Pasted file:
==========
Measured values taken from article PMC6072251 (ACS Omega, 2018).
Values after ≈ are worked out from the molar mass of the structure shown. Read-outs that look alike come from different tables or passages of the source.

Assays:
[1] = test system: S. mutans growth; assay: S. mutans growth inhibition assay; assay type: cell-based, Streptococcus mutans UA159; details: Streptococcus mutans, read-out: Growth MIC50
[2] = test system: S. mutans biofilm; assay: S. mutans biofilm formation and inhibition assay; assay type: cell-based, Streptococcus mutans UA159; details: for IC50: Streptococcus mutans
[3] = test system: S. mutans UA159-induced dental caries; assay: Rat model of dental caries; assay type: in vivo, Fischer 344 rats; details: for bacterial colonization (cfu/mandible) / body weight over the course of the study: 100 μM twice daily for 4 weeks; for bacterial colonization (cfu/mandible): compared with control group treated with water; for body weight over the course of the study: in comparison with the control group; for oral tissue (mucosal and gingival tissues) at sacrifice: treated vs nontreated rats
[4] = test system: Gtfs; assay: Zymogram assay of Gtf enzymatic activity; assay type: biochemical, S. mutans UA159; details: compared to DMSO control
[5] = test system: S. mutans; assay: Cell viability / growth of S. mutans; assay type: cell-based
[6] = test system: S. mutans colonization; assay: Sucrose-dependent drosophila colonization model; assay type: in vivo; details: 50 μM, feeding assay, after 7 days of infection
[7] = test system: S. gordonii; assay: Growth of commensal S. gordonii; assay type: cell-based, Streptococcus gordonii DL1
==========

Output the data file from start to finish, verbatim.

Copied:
Measured values taken from article PMC6072251 (ACS Omega, 2018).
Values after ≈ are worked out from the molar mass of the structure shown. Read-outs that look alike come from different tables or passages of the source.

Assays:
[1] = test system: S. mutans growth; assay: S. mutans growth inhibition assay; assay type: cell-based, Streptococcus mutans UA159; details: Streptococcus mutans, read-out: Growth MIC50
[2] = test system: S. mutans biofilm; assay: S. mutans biofilm formation and inhibition assay; assay type: cell-based, Streptococcus mutans UA159; details: for IC50: Streptococcus mutans
[3] = test system: S. mutans UA159-induced dental caries; assay: Rat model of dental caries; assay type: in vivo, Fischer 344 rats; details: for bacterial colonization (cfu/mandible) / body weight over the course of the study: 100 μM twice daily for 4 weeks; for bacterial colonization (cfu/mandible): compared with control group treated with water; for body weight over the course of the study: in comparison with the control group; for oral tissue (mucosal and gingival tissues) at sacrifice: treated vs nontreated rats
[4] = test system: Gtfs; assay: Zymogram assay of Gtf enzymatic activity; assay type: biochemical, S. mutans UA159; details: compared to DMSO control
[5] = test system: S. mutans; assay: Cell viability / growth of S. mutans; assay type: cell-based
[6] = test system: S. mutans colonization; assay: Sucrose-dependent drosophila colonization model; assay type: in vivo; details: 50 μM, feeding assay, after 7 days of infection
[7] = test system: S. gordonii; assay: Growth of commensal S. gordonii; assay type: cell-based, Streptococcus gordonii DL1